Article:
Coca-Cola to test market paper bottle prototype in limited trial

Coca-Cola to test market paper bottle prototype in limited trial
Coca-Cola's paper bottle will be test marketed in Hungary
Coca-Cola's paper bottle will be test marketed in Hungary
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Coca-Cola's paper bottle will be test marketed in Hungary
Coca-Cola's paper bottle will be test marketed in Hungary

The Coca-Cola Company has announced it will be trialing a paper bottle prototype in a limited run of 2,000 later this year. The test sales of the plant-based beverage AdeZ will be conducted in Hungary through the e-grocery retailer Kifli.hu.

Selling beverages in paper containers is as old as the milk carton, which was called a paper bottle back in 1915. However, they aren't suitable for all beverages and certainly not for carbonated ones that need something a bit more robust. That being said, a paper bottle is very attractive from an environmental point of view, since paper is biodegradable and relatively easy to recycle.

In 2020, Coca-Cola's R&D division in Brussels, along with the Danish startup Paper Bottle Company (Paboco) and working with Carlsberg, L’Oréal and The Absolut Company, came up with a bottle consisting of a hard paper shell lined with a bio-based plastic that is also used for the cap.

Coca-Cola emphasizes that the bottle is still in development as the company assesses the prototype bottle's performance, durability, and ability to protect its contents. That being said, Coca-Cola wants to go ahead with consumer testing to determine how it performs in the real world and measure how well people take to the new receptacle.

The ultimate goal is to produce a 100-percent recyclable bottle for beverages and other products that can stand up to liquids, carbon dioxide, and oxygen. Ideally, the bottle would be made entirely from recycled materials and could be recycled itself as paper.

"The trial we are announcing today is a milestone for us in our quest to develop a paper bottle," says Daniela Zahariea, director of technical supply chain and innovation, Coca‑Cola Europe. "People expect Coca‑Cola to develop and bring to market new, innovative and sustainable types of packaging. That’s why we are partnering with experts like Paboco, experimenting openly and conducting this first in-market trial."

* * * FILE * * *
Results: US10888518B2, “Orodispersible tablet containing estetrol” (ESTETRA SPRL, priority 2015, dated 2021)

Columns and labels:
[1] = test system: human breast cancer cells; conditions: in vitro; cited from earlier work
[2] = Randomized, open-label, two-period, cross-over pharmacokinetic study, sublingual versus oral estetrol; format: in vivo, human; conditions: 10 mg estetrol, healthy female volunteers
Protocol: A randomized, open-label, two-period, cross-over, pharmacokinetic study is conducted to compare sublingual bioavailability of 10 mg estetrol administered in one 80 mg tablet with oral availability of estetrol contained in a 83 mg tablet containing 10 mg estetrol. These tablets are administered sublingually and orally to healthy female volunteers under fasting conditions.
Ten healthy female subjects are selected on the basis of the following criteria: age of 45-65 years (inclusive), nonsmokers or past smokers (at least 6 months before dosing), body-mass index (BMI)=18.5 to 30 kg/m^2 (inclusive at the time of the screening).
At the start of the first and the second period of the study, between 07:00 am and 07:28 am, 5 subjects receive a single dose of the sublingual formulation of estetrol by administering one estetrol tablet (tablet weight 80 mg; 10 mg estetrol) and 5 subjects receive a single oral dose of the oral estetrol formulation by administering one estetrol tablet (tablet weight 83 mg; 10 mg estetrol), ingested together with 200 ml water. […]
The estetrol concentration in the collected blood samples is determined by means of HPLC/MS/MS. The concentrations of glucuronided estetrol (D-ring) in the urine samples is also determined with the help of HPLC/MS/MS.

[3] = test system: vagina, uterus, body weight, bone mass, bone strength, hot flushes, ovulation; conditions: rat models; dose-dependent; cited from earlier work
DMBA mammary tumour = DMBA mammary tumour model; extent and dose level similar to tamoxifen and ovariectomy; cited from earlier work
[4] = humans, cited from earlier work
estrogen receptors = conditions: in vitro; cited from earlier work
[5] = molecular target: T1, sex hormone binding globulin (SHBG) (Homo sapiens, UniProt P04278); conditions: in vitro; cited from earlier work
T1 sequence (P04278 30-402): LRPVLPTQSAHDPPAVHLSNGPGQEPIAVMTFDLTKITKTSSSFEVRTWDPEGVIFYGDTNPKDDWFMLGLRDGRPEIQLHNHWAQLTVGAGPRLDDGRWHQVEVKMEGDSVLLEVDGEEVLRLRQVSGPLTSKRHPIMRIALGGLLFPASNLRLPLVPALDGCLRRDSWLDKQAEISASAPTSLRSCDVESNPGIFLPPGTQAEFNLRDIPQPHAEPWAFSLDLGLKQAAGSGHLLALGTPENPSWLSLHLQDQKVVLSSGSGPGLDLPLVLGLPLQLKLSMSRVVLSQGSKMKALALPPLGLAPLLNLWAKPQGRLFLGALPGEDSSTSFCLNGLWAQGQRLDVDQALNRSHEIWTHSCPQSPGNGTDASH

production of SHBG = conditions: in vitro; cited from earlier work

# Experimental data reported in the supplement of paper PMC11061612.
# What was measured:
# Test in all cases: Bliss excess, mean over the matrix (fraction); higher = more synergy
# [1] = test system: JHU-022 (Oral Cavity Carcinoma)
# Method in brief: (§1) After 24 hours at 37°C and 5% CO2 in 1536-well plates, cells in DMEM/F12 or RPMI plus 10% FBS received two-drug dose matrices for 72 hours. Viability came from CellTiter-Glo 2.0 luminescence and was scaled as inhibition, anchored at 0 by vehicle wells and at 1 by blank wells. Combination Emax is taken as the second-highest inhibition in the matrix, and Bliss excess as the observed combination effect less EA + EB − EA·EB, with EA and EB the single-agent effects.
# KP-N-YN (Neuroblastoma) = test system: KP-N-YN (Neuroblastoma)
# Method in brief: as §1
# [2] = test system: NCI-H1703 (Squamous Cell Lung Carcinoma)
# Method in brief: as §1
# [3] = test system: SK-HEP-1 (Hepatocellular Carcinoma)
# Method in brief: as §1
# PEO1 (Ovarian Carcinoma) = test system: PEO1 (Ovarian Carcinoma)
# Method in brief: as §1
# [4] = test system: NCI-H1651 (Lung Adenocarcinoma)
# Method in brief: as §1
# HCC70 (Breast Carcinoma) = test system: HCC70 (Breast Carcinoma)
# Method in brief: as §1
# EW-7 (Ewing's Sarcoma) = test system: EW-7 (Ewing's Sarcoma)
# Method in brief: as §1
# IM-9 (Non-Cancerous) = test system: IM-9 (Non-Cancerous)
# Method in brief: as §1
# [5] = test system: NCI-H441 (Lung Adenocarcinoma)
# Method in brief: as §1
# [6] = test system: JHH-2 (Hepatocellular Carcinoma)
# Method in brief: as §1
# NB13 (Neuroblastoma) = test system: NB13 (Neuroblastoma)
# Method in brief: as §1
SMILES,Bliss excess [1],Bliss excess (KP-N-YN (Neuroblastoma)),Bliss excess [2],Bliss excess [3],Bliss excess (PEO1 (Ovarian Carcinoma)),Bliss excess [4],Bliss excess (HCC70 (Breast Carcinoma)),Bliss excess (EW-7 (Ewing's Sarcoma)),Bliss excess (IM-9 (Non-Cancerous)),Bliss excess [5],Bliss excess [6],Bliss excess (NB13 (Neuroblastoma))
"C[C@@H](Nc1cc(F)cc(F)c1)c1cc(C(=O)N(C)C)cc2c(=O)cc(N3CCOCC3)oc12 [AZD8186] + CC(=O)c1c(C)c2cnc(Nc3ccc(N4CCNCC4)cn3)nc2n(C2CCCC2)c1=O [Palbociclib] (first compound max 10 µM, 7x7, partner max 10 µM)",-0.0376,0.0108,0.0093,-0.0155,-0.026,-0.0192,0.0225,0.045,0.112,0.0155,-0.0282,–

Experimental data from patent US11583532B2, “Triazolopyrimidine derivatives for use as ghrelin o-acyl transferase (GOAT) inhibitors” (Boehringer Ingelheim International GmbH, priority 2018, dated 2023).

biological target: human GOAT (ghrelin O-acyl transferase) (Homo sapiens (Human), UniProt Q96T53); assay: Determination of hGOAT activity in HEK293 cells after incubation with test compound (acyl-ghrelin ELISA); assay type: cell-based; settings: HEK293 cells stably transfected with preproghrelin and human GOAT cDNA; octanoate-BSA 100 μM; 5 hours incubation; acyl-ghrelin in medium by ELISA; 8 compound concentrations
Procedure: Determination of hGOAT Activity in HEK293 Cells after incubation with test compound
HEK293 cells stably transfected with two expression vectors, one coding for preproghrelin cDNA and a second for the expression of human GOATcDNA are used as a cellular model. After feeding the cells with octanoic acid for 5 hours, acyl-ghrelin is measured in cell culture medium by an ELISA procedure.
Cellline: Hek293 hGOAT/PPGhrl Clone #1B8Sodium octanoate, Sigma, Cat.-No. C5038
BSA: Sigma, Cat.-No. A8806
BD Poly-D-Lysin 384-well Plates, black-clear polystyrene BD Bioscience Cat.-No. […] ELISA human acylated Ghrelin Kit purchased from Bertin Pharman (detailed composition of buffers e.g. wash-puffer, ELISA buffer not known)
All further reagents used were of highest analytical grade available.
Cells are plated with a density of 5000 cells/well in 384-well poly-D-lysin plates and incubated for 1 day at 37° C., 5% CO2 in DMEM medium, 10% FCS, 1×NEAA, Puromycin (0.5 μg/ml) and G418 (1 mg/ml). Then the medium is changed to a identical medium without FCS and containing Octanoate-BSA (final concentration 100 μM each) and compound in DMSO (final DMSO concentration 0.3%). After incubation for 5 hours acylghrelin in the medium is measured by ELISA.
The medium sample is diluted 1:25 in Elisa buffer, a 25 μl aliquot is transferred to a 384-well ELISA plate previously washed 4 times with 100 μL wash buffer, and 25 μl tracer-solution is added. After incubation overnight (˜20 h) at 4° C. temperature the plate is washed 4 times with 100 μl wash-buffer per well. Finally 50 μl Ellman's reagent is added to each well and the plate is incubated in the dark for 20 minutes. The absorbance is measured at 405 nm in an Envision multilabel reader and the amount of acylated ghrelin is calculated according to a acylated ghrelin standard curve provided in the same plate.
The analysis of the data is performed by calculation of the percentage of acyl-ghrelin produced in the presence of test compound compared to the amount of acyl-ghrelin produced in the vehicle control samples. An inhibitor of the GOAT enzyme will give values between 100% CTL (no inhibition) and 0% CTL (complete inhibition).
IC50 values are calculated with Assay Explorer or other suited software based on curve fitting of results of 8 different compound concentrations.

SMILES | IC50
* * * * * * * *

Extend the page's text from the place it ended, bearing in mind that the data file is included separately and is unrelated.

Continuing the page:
The video below showcases the paper bottle.

Paper bottle

Source: Coca-Cola

Excellent. As long as the manufacturing process is not worse than the plastic it replaces!
Steve White
Brilliant, at last. Let that be an end to all plastic bottles.
How about providing concentrated syrup to retail? Pepsi does so (marketed for Sodastream). It is a wild undertaking to get hold of Coca Cola concentrate, even postmix-grade. Wouldn't be syrup in retail the better contribution to protect the environment, compared to some greenwashing paper bottle efforts? Of course, aside from using deposit bottles only...
Does seem to be more about marketing than sustainability. What's the point of replacing a plastic bottle that is already 100% recyclable with a paper-plastic version that is not?
Are customers going to take to these paper bottles? Aluminum cans are cheap to produce and easily recyclable. Glass can be re-bottled many times over. Plastic is probably the cheapest to produce but hey, it's plastic. Methinks this new bottle idea ain't gonna fly.
Soda drinkers should learn 2 simple concepts: 1) You can't bottle carbonated liquids in paper. and 2) Both the acid and sugar content in sodas are like battery acid in the human body, destroying it from the inside out. Simple lesson: Avoid sodas.
Captain Danger
Aluminum is being recycled every day, has loads of development behind it and with the proper coating can hold just about any beverage.
Why waste time and money on this?
Malcolm Henry
This announcement has a huge potential not only for multiuse bottling but for all food packaging in general. At last there is no excuse to use plastic in any form in the food supply industries. Bio fiber of many types can be utilized for ridged and flexible a packaging including clear wrapping. If one is concerned with the manufacturing cost of a certain packing system, the overall true cost of a article like plastic or ali must take into account waste disposal or recovery before a true product cost can be arrived at which is presently proving extremally high compared with biodegradable / recyclable paper in it many forms. Thanks to Coca Cola this time and my all food manufactures follow suit. Remember that plastic in our food chain is dangerous.